Golder granted Army Research Office Young Investigator Award

Submitted by Diana Knight on

Assistant Professor Matthew Golder was selected for the Young Investigator Program (YIP) for his work "Multi-Responsive Macromolecular Fluxional Networks as Novel Adaptive Polymeric Systems."

YIP awards are one of the most prestigious honors bestowed by the Army on outstanding scientists beginning their independent careers. The objective of the YIP is to attract outstanding young university faculty members to pursue fundamental research in areas relevant to the Army, to support their research in these areas, and to encourage their teaching and research careers.

Professor Golder applies his expertise in organic synthesis and polymer chemistry to build novel macromolecular architectures that address challenges spanning energy, sustainability, and biomedicine. The discovery of structural motifs spanning a variety of size regimes requires innovative approaches to construct and link functional building blocks. Some representative goals of the Golder research team include the design of methodology to access functional cyclic polymers, reconfigurable thermoplastics & thermosets, upcycled commodity polyolefins, and force-responsive soft materials.

Numerous classes of polymeric materials contain crosslinks between neighboring chains. These so-called thermosets have desirable mechanical properties for a variety of applications, but cannot be reshaped, remolded, or recycled due to the permanent nature of covalent crosslinks. An alternative architecture would introduce dynamic covalent bonds that can transform a thermoset to a thermoplastic under certain conditions. These materials, appropriately termed covalent adaptable networks, function via biomolecular junction reorganization, leading to thermosets that flow and stress relax at elevated temperatures. To improve material longevity and performance, motifs that could undergo sigmatropic rearrangements would allow access to covalent adaptable networks that depend solely on unimolecular functionality. These “shape-shifting” networks may be realized by utilizing bullvalene, a rigid hydrocarbon that undergoes Cope rearrangements under ambient conditions, as a prototypical “fluxional” crosslinker. This proposal aims to evaluate the impact of macromolecular pericyclic reactions on materials properties. Despite finding applications in supramolecular chemistry, bullvalene and related fluxional hydrocarbons have yet to be exploited in crosslinked polymer architectures.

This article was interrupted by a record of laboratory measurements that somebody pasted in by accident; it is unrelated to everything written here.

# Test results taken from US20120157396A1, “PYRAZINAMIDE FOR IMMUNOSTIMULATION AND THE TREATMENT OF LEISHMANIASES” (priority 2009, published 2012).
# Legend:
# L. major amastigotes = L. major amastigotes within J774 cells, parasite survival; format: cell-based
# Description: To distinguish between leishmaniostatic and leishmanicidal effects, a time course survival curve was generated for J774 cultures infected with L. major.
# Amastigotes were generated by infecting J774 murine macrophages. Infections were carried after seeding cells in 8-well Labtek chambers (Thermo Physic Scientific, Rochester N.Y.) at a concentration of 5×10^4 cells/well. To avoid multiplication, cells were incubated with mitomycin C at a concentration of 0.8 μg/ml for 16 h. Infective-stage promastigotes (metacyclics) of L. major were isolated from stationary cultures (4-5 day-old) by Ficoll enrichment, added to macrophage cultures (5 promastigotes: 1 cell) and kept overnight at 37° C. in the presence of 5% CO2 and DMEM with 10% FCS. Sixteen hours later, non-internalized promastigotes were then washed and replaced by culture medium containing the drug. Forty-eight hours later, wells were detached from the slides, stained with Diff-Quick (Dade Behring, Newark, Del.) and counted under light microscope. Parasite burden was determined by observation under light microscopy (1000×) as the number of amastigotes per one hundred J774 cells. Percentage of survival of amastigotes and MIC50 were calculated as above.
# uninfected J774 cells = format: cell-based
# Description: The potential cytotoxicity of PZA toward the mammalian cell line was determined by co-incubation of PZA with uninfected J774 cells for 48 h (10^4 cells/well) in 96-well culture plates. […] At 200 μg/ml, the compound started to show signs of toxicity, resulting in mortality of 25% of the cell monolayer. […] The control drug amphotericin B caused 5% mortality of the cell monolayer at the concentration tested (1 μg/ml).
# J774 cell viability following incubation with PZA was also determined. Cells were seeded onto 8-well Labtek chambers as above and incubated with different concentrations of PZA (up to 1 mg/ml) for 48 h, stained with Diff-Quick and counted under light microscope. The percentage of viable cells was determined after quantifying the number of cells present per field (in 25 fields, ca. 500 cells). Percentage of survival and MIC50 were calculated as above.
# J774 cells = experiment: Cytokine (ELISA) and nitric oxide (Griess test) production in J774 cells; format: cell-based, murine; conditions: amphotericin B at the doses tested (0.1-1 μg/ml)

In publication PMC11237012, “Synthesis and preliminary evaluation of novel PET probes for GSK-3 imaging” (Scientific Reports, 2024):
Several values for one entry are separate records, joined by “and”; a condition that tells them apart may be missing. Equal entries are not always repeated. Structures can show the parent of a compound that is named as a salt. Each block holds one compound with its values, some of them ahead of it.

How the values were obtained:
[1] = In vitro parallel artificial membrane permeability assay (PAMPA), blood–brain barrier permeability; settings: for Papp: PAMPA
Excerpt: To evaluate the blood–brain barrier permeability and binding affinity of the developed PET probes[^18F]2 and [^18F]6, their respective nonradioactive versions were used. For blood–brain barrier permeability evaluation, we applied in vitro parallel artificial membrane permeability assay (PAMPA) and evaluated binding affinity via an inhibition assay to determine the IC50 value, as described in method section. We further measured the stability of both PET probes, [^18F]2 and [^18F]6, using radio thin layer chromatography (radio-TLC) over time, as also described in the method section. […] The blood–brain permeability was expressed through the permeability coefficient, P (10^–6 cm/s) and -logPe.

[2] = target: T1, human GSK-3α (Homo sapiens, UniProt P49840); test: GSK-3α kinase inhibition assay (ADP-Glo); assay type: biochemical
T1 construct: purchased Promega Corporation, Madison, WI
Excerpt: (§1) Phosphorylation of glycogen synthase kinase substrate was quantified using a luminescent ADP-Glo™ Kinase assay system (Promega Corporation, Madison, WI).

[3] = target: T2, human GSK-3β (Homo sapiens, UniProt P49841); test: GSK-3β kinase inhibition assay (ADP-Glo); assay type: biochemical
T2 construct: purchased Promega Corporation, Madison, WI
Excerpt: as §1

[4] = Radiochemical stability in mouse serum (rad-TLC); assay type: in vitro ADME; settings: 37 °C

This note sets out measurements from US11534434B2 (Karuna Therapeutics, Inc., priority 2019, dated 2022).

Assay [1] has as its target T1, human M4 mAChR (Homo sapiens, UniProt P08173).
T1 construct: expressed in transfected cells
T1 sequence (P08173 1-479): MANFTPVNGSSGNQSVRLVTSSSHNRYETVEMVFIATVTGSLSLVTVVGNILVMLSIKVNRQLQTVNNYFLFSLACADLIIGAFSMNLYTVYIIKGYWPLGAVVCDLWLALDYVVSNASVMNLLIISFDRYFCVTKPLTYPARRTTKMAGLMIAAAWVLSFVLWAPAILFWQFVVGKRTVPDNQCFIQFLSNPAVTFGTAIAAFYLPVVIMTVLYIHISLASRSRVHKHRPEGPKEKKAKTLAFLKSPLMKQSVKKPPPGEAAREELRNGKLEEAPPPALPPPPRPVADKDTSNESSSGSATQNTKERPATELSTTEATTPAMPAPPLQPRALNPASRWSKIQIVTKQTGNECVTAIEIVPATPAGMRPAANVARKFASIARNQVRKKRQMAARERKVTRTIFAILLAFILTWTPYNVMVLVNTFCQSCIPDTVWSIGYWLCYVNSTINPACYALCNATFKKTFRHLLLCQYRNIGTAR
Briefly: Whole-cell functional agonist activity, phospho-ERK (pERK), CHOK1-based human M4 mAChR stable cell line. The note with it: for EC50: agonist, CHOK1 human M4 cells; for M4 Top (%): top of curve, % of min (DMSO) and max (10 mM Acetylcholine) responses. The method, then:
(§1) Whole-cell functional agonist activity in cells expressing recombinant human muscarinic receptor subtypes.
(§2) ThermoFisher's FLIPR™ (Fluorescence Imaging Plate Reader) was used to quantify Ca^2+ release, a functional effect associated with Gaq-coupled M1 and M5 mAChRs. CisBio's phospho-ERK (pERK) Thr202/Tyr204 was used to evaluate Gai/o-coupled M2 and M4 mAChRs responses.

Congratulations, Prof. Golder!

For more information about Professor Golder and his research, please visit his faculty page and research group website.